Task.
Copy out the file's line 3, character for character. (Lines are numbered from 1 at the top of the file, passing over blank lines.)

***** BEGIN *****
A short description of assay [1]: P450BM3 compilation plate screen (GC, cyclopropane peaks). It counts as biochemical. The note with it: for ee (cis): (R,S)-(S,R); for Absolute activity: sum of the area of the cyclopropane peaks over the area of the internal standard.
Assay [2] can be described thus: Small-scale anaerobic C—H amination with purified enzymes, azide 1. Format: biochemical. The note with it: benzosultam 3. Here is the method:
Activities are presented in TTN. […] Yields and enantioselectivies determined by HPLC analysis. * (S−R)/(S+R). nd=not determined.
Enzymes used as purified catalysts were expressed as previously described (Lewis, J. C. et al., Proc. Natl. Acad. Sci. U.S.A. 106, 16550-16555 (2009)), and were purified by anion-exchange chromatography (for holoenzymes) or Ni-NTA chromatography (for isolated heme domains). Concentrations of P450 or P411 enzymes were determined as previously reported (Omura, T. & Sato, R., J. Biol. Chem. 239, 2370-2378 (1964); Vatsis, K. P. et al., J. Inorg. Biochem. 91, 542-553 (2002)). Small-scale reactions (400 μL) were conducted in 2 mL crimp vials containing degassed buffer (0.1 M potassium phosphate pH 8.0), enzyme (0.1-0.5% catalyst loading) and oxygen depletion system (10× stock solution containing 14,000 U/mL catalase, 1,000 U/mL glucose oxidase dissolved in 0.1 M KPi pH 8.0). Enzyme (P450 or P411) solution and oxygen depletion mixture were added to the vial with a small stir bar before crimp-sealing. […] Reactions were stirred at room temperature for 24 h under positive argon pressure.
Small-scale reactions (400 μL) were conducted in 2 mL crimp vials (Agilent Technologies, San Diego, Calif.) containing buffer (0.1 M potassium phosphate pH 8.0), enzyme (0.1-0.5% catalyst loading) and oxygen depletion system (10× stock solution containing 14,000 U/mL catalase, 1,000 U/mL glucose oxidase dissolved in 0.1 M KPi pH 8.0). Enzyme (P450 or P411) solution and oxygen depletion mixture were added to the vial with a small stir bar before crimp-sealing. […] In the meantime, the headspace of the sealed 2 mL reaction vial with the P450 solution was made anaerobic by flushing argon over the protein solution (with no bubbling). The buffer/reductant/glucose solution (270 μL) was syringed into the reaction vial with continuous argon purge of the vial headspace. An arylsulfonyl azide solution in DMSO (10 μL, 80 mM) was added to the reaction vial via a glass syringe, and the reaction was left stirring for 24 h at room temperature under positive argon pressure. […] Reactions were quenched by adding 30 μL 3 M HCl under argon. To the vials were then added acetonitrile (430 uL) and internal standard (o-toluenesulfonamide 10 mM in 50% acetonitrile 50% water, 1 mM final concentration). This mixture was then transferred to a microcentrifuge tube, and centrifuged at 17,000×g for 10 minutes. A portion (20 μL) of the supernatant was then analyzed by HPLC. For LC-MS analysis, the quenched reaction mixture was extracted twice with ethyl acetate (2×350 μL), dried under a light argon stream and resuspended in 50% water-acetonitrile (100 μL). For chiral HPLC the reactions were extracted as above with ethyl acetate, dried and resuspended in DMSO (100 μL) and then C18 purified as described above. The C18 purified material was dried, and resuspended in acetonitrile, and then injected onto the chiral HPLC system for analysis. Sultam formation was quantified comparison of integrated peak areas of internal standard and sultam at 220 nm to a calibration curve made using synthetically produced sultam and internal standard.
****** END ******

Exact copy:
Activities are presented in TTN. […] Yields and enantioselectivies determined by HPLC analysis. * (S−R)/(S+R). nd=not determined.